TORONTO – Day after Labour Day: A great time for goal-setting.
The first Tuesday in September brings a new school year, new faces, new challenges.
Canadian national team members arrived in Toronto on Tuesday in a back-to-school moment of sorts – save for the big yellow school bus. Les Rouges are set to open their inaugural CONCACAF Nations League campaign with a home-and-away series with Cuba, starting with Saturday’s contest. Back-to-back games against the United States in October and November loom large after the Cuba series.
With the first day of school … err, sorry … camp mid-way to completion, coach John Herdman had only one grade in mind for his group: A++.
“We’re playing a catch-up game, one that I think the players are excited for,” Herdman told reporters Tuesday. “It will probably take a perfect season for Canada.”
Nations League results will play a big part in 2022 FIFA World Cup Qualifying, slated to begin next June with CONCACAF’s top six-ranked sides competing in a crucial early qualifying opportunity.
Canada, ranked eighth amongst CONCACAF nations in the FIFA rankings behind Panama and El Salvador, will need a good run in the Nations League to earn a spot in ‘the new Hex.’
“Our first objective is to qualify for Nations League final four, which is beating Cuba and the U.S. I think after that, you have to win the final four,” Herdman began. “If you win the final four, it puts you in a good position to get into the Hex, but not guaranteed.
“We’re playing a catch-up game, one that I think the players are excited for.”
Canada will host Cuba on Saturday, Sept. 7 at BMO Field in Toronto (8:00 p.m. ET/OneSoccer) – the first match the national team has played since a second-half collapse against Haiti saw their 2019 Gold Cup campaign close with a 3-2 defeat.
“We thought one goal would pretty much deflate their energy for that game,” Herdman said, expecting a tougher test in Nations League play Saturday.
“They are coming into this game with new optimism. (Cuba’s coach) has stated he expects four points out of the two Canadian matches.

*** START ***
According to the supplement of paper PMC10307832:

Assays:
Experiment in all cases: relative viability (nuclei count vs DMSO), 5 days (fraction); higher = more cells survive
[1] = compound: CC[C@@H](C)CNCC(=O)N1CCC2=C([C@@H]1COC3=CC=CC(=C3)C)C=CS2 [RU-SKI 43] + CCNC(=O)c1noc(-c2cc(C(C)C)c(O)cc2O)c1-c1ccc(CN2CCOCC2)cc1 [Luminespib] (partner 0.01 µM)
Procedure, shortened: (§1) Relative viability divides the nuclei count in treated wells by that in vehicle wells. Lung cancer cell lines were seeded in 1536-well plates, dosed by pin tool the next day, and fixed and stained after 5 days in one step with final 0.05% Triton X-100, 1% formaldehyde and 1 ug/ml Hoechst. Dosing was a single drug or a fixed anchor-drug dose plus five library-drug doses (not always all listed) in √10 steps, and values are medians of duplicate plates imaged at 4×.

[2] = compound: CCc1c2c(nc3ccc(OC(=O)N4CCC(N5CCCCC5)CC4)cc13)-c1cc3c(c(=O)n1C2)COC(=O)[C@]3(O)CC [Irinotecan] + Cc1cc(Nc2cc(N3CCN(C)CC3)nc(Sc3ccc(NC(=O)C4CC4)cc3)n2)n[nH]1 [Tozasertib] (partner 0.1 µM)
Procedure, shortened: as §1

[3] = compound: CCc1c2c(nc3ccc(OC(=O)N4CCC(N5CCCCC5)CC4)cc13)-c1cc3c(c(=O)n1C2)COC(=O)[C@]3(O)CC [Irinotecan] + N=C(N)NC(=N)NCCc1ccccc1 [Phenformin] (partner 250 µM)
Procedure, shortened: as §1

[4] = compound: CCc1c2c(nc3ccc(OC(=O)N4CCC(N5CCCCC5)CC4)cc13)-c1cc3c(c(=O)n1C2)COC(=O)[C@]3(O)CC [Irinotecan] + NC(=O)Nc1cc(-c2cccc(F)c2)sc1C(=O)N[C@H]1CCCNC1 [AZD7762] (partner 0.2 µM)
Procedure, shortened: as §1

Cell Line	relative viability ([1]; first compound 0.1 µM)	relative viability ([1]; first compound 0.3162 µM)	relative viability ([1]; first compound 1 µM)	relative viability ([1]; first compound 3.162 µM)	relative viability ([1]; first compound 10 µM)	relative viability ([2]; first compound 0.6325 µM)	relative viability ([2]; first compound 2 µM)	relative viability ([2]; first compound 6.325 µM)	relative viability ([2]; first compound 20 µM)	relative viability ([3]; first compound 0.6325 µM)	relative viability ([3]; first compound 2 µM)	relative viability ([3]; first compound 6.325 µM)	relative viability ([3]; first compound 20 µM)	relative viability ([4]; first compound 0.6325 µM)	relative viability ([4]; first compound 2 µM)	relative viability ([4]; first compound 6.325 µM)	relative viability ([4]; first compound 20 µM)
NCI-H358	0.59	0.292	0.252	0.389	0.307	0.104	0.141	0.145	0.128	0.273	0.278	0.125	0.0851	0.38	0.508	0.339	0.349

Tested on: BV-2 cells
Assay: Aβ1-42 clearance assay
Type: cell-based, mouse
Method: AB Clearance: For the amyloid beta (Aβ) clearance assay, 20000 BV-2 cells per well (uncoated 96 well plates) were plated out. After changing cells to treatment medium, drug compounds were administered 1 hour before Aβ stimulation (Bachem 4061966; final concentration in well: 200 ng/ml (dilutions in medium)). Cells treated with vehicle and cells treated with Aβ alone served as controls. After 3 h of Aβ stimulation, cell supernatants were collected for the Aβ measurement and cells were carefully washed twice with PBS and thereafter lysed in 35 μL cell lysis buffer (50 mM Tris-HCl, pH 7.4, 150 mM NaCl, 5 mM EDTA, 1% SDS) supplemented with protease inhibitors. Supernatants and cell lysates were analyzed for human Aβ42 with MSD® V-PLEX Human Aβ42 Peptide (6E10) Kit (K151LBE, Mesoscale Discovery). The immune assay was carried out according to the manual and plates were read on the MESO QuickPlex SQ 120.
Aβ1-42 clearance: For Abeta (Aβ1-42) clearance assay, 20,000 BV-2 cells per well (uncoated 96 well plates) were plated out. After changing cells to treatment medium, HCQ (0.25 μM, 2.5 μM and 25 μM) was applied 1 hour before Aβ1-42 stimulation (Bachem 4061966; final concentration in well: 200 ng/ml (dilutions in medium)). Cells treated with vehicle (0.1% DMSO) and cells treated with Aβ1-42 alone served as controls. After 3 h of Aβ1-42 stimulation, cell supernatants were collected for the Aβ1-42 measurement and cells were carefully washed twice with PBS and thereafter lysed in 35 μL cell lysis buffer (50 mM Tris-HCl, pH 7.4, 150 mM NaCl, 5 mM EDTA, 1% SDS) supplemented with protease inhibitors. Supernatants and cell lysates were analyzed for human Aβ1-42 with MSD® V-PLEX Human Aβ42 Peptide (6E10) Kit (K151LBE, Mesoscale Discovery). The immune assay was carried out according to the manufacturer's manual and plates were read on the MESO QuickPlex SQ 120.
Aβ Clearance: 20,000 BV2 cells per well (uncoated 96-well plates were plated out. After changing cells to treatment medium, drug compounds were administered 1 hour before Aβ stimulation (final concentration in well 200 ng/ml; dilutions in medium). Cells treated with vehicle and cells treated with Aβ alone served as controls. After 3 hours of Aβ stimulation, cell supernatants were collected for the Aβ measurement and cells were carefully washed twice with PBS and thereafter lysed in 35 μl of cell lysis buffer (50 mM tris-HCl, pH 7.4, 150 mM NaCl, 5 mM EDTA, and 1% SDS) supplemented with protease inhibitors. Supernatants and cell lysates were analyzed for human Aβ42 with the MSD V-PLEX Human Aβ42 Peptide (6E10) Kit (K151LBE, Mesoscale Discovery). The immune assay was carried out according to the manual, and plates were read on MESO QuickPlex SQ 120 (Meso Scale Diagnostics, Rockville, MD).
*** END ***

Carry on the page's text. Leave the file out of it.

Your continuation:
“I’m sure they are playing for pride.”
Cuba has yet to win in 2019, closing out their four-game 2019 CONCACAF Nations League qualifying run with a narrow 2-1 loss away to Haiti before a trio of heavy defeats ended their Gold Cup.
“I think we can expect a resilient Cuban team. If they score first, it’s going to be a very tough match,” Herdman continued.
After the Cuba matches, Canada will face the United States in a pair of Group A contests, Oct. 15 in Toronto, and Nov. 15 on the road at a site yet to be determined. The top nation from Group A, along with the winners from the other three round-robin groups, advance to the tournament semifinals.
“It’s beating teams we haven’t beat in a long time,” Herdman said a month before Canada is set to face the U.S. “It’s why we’re getting out of bed, it’s getting exciting.”
‘Excited’ Herdman welcomes Carducci to CanMNT camp
Cavalry FC goalkeeper Marco Carducci arrived in Toronto early Tuesday morning, flying in from Winnipeg following a history-making 8-0 win over Valour FC.
“There’s an excitement for all of us,” Herdman said about his first CPL call-up. “Looking at his performances this year, especially against the MLS sides, the one in Montreal stood out to me the most … he stood up in a really big match and showed some maturity and a complete performance.
“I’m excited to work with him.”
Carducci’s role will likely be limited, with Milan Borjan getting the call after leading Red Star Belgrade through qualifying to UEFA Champions League proper, set to face Alphonso Davies’ Bayern Munich and Tottenham Hotspur in the group stage. Vancouver Whitecaps backstop Maxime Crépeau in the midst of a breakout campaign too.
Still, Herdman sees value in Carducci, especially his impressive clean sheet record in the CPL, which he added to just hours before arriving at the national team’s hotel.
“Stats speak for themselves; nine clean sheets in 19 matches,” Herdman said with a smile. “That’s as good as anyone I got in my lineup.
“It says a lot about how we’re starting to integrate into the Canadian Premier League,” Herdman concluded. “This is where the rubber hits the road.”